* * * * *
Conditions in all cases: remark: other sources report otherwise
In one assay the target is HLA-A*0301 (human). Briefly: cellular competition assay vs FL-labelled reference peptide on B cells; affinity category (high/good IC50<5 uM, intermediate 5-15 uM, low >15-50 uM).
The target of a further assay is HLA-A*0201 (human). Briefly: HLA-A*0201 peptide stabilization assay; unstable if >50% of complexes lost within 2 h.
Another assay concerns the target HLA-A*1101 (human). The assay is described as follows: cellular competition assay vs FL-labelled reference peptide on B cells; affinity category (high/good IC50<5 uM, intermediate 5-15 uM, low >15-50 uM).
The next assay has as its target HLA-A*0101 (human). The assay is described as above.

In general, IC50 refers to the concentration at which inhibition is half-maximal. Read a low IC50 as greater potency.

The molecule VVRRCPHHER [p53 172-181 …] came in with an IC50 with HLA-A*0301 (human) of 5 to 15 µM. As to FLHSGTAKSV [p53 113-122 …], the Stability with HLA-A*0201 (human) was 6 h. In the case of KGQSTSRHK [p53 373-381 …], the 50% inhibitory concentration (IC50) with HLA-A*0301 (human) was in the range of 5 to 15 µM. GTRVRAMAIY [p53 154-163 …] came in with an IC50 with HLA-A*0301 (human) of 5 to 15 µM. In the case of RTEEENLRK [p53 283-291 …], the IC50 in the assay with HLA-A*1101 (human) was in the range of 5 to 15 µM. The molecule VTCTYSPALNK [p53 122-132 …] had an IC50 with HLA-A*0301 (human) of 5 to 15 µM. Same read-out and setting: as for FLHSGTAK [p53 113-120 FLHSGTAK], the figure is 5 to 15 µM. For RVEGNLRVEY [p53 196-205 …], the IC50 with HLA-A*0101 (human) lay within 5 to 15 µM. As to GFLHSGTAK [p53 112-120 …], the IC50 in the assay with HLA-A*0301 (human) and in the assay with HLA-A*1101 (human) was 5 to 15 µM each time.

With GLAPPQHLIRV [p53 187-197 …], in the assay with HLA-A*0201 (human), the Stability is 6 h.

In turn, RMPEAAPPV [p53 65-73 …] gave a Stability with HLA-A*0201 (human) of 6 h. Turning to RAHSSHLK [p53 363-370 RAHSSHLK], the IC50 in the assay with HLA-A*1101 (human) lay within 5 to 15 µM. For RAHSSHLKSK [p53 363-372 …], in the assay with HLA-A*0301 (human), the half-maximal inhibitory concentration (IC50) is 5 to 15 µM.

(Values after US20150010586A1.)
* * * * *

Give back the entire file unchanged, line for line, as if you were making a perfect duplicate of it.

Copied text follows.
Conditions in all cases: remark: other sources report otherwise
In one assay the target is HLA-A*0301 (human). Briefly: cellular competition assay vs FL-labelled reference peptide on B cells; affinity category (high/good IC50<5 uM, intermediate 5-15 uM, low >15-50 uM).
The target of a further assay is HLA-A*0201 (human). Briefly: HLA-A*0201 peptide stabilization assay; unstable if >50% of complexes lost within 2 h.
Another assay concerns the target HLA-A*1101 (human). The assay is described as follows: cellular competition assay vs FL-labelled reference peptide on B cells; affinity category (high/good IC50<5 uM, intermediate 5-15 uM, low >15-50 uM).
The next assay has as its target HLA-A*0101 (human). The assay is described as above.

In general, IC50 refers to the concentration at which inhibition is half-maximal. Read a low IC50 as greater potency.

The molecule VVRRCPHHER [p53 172-181 …] came in with an IC50 with HLA-A*0301 (human) of 5 to 15 µM. As to FLHSGTAKSV [p53 113-122 …], the Stability with HLA-A*0201 (human) was 6 h. In the case of KGQSTSRHK [p53 373-381 …], the 50% inhibitory concentration (IC50) with HLA-A*0301 (human) was in the range of 5 to 15 µM. GTRVRAMAIY [p53 154-163 …] came in with an IC50 with HLA-A*0301 (human) of 5 to 15 µM. In the case of RTEEENLRK [p53 283-291 …], the IC50 in the assay with HLA-A*1101 (human) was in the range of 5 to 15 µM. The molecule VTCTYSPALNK [p53 122-132 …] had an IC50 with HLA-A*0301 (human) of 5 to 15 µM. Same read-out and setting: as for FLHSGTAK [p53 113-120 FLHSGTAK], the figure is 5 to 15 µM. For RVEGNLRVEY [p53 196-205 …], the IC50 with HLA-A*0101 (human) lay within 5 to 15 µM. As to GFLHSGTAK [p53 112-120 …], the IC50 in the assay with HLA-A*0301 (human) and in the assay with HLA-A*1101 (human) was 5 to 15 µM each time.

With GLAPPQHLIRV [p53 187-197 …], in the assay with HLA-A*0201 (human), the Stability is 6 h.

In turn, RMPEAAPPV [p53 65-73 …] gave a Stability with HLA-A*0201 (human) of 6 h. Turning to RAHSSHLK [p53 363-370 RAHSSHLK], the IC50 in the assay with HLA-A*1101 (human) lay within 5 to 15 µM. For RAHSSHLKSK [p53 363-372 …], in the assay with HLA-A*0301 (human), the half-maximal inhibitory concentration (IC50) is 5 to 15 µM.

(Values after US20150010586A1.)